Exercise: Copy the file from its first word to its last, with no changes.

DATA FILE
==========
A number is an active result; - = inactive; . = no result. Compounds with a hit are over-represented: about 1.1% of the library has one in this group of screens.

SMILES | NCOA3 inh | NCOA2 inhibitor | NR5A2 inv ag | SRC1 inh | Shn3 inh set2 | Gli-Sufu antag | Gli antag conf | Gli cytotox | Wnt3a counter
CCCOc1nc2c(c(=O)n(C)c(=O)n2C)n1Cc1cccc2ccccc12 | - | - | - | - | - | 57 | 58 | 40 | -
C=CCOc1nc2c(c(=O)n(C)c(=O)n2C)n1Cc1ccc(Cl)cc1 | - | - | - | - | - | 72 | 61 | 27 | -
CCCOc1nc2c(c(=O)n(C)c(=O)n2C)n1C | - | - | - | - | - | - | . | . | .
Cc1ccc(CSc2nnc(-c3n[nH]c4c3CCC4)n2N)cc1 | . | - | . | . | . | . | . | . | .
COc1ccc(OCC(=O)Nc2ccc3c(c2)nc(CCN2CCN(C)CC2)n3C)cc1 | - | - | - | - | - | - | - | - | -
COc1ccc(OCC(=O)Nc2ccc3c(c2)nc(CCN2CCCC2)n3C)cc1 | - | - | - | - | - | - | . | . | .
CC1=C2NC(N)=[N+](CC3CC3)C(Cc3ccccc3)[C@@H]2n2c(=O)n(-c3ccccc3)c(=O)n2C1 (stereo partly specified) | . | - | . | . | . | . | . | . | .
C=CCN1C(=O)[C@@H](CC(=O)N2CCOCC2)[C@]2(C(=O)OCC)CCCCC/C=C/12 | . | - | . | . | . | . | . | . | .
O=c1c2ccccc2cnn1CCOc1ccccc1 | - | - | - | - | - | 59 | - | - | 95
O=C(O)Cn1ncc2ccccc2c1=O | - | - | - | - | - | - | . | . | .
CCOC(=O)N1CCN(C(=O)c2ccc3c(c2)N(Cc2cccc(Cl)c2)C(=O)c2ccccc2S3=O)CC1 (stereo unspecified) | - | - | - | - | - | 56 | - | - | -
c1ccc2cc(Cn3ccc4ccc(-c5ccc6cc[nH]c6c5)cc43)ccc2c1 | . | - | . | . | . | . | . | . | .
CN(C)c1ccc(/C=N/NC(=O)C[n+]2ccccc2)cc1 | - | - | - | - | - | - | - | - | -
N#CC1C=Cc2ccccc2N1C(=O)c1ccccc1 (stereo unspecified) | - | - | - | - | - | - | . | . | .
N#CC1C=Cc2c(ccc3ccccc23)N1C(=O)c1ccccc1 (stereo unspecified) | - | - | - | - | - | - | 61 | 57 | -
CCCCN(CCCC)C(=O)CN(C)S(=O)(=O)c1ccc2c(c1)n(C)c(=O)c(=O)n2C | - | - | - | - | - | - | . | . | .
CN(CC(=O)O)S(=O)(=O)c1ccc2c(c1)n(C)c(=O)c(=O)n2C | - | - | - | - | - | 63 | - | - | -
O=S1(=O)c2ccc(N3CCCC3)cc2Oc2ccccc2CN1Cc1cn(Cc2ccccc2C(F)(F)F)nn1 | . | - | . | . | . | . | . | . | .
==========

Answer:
A number is an active result; - = inactive; . = no result. Compounds with a hit are over-represented: about 1.1% of the library has one in this group of screens.

SMILES | NCOA3 inh | NCOA2 inhibitor | NR5A2 inv ag | SRC1 inh | Shn3 inh set2 | Gli-Sufu antag | Gli antag conf | Gli cytotox | Wnt3a counter
CCCOc1nc2c(c(=O)n(C)c(=O)n2C)n1Cc1cccc2ccccc12 | - | - | - | - | - | 57 | 58 | 40 | -
C=CCOc1nc2c(c(=O)n(C)c(=O)n2C)n1Cc1ccc(Cl)cc1 | - | - | - | - | - | 72 | 61 | 27 | -
CCCOc1nc2c(c(=O)n(C)c(=O)n2C)n1C | - | - | - | - | - | - | . | . | .
Cc1ccc(CSc2nnc(-c3n[nH]c4c3CCC4)n2N)cc1 | . | - | . | . | . | . | . | . | .
COc1ccc(OCC(=O)Nc2ccc3c(c2)nc(CCN2CCN(C)CC2)n3C)cc1 | - | - | - | - | - | - | - | - | -
COc1ccc(OCC(=O)Nc2ccc3c(c2)nc(CCN2CCCC2)n3C)cc1 | - | - | - | - | - | - | . | . | .
CC1=C2NC(N)=[N+](CC3CC3)C(Cc3ccccc3)[C@@H]2n2c(=O)n(-c3ccccc3)c(=O)n2C1 (stereo partly specified) | . | - | . | . | . | . | . | . | .
C=CCN1C(=O)[C@@H](CC(=O)N2CCOCC2)[C@]2(C(=O)OCC)CCCCC/C=C/12 | . | - | . | . | . | . | . | . | .
O=c1c2ccccc2cnn1CCOc1ccccc1 | - | - | - | - | - | 59 | - | - | 95
O=C(O)Cn1ncc2ccccc2c1=O | - | - | - | - | - | - | . | . | .
CCOC(=O)N1CCN(C(=O)c2ccc3c(c2)N(Cc2cccc(Cl)c2)C(=O)c2ccccc2S3=O)CC1 (stereo unspecified) | - | - | - | - | - | 56 | - | - | -
c1ccc2cc(Cn3ccc4ccc(-c5ccc6cc[nH]c6c5)cc43)ccc2c1 | . | - | . | . | . | . | . | . | .
CN(C)c1ccc(/C=N/NC(=O)C[n+]2ccccc2)cc1 | - | - | - | - | - | - | - | - | -
N#CC1C=Cc2ccccc2N1C(=O)c1ccccc1 (stereo unspecified) | - | - | - | - | - | - | . | . | .
N#CC1C=Cc2c(ccc3ccccc23)N1C(=O)c1ccccc1 (stereo unspecified) | - | - | - | - | - | - | 61 | 57 | -
CCCCN(CCCC)C(=O)CN(C)S(=O)(=O)c1ccc2c(c1)n(C)c(=O)c(=O)n2C | - | - | - | - | - | - | . | . | .
CN(CC(=O)O)S(=O)(=O)c1ccc2c(c1)n(C)c(=O)c(=O)n2C | - | - | - | - | - | 63 | - | - | -
O=S1(=O)c2ccc(N3CCCC3)cc2Oc2ccccc2CN1Cc1cn(Cc2ccccc2C(F)(F)F)nn1 | . | - | . | . | . | . | . | . | .